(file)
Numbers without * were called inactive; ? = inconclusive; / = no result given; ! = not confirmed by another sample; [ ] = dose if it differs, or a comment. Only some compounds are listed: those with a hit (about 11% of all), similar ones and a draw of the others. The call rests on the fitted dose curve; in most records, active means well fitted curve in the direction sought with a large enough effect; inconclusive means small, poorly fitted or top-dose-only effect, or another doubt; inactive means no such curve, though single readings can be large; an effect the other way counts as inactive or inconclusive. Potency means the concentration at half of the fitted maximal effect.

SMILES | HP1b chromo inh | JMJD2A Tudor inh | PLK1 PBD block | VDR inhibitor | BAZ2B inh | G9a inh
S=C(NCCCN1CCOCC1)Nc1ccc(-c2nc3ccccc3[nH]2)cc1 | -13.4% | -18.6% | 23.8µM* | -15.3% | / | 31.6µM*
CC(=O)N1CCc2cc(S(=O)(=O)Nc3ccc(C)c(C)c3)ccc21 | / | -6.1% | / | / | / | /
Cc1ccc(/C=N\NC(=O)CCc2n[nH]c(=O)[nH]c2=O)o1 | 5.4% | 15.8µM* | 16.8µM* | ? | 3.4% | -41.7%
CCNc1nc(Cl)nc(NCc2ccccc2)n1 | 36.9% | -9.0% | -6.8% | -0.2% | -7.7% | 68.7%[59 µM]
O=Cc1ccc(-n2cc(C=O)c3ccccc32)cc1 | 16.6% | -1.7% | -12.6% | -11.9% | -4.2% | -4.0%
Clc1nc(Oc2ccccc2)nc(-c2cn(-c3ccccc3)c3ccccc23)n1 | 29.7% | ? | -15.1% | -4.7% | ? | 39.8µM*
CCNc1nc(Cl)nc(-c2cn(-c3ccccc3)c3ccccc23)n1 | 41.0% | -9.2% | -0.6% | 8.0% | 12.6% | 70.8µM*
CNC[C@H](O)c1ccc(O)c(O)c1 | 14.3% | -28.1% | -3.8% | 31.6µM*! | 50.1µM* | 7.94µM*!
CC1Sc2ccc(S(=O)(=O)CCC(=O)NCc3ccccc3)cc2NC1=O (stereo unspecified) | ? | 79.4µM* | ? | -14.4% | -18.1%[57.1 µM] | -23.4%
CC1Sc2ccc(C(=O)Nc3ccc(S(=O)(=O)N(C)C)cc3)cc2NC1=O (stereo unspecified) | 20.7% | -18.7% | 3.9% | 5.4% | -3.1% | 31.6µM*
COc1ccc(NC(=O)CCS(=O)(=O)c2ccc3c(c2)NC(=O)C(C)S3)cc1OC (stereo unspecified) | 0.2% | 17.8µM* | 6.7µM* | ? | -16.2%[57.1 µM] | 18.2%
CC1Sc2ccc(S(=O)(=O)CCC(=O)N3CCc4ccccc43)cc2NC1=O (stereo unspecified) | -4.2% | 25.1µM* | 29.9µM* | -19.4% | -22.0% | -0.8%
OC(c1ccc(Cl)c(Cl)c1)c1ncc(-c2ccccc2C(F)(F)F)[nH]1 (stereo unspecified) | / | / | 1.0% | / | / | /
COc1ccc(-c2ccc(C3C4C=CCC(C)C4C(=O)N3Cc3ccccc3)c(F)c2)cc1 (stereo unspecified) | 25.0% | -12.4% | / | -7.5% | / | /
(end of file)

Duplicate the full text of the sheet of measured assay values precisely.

Numbers without * were called inactive; ? = inconclusive; / = no result given; ! = not confirmed by another sample; [ ] = dose if it differs, or a comment. Only some compounds are listed: those with a hit (about 11% of all), similar ones and a draw of the others. The call rests on the fitted dose curve; in most records, active means well fitted curve in the direction sought with a large enough effect; inconclusive means small, poorly fitted or top-dose-only effect, or another doubt; inactive means no such curve, though single readings can be large; an effect the other way counts as inactive or inconclusive. Potency means the concentration at half of the fitted maximal effect.

SMILES | HP1b chromo inh | JMJD2A Tudor inh | PLK1 PBD block | VDR inhibitor | BAZ2B inh | G9a inh
S=C(NCCCN1CCOCC1)Nc1ccc(-c2nc3ccccc3[nH]2)cc1 | -13.4% | -18.6% | 23.8µM* | -15.3% | / | 31.6µM*
CC(=O)N1CCc2cc(S(=O)(=O)Nc3ccc(C)c(C)c3)ccc21 | / | -6.1% | / | / | / | /
Cc1ccc(/C=N\NC(=O)CCc2n[nH]c(=O)[nH]c2=O)o1 | 5.4% | 15.8µM* | 16.8µM* | ? | 3.4% | -41.7%
CCNc1nc(Cl)nc(NCc2ccccc2)n1 | 36.9% | -9.0% | -6.8% | -0.2% | -7.7% | 68.7%[59 µM]
O=Cc1ccc(-n2cc(C=O)c3ccccc32)cc1 | 16.6% | -1.7% | -12.6% | -11.9% | -4.2% | -4.0%
Clc1nc(Oc2ccccc2)nc(-c2cn(-c3ccccc3)c3ccccc23)n1 | 29.7% | ? | -15.1% | -4.7% | ? | 39.8µM*
CCNc1nc(Cl)nc(-c2cn(-c3ccccc3)c3ccccc23)n1 | 41.0% | -9.2% | -0.6% | 8.0% | 12.6% | 70.8µM*
CNC[C@H](O)c1ccc(O)c(O)c1 | 14.3% | -28.1% | -3.8% | 31.6µM*! | 50.1µM* | 7.94µM*!
CC1Sc2ccc(S(=O)(=O)CCC(=O)NCc3ccccc3)cc2NC1=O (stereo unspecified) | ? | 79.4µM* | ? | -14.4% | -18.1%[57.1 µM] | -23.4%
CC1Sc2ccc(C(=O)Nc3ccc(S(=O)(=O)N(C)C)cc3)cc2NC1=O (stereo unspecified) | 20.7% | -18.7% | 3.9% | 5.4% | -3.1% | 31.6µM*
COc1ccc(NC(=O)CCS(=O)(=O)c2ccc3c(c2)NC(=O)C(C)S3)cc1OC (stereo unspecified) | 0.2% | 17.8µM* | 6.7µM* | ? | -16.2%[57.1 µM] | 18.2%
CC1Sc2ccc(S(=O)(=O)CCC(=O)N3CCc4ccccc43)cc2NC1=O (stereo unspecified) | -4.2% | 25.1µM* | 29.9µM* | -19.4% | -22.0% | -0.8%
OC(c1ccc(Cl)c(Cl)c1)c1ncc(-c2ccccc2C(F)(F)F)[nH]1 (stereo unspecified) | / | / | 1.0% | / | / | /
COc1ccc(-c2ccc(C3C4C=CCC(C)C4C(=O)N3Cc3ccccc3)c(F)c2)cc1 (stereo unspecified) | 25.0% | -12.4% | / | -7.5% | / | /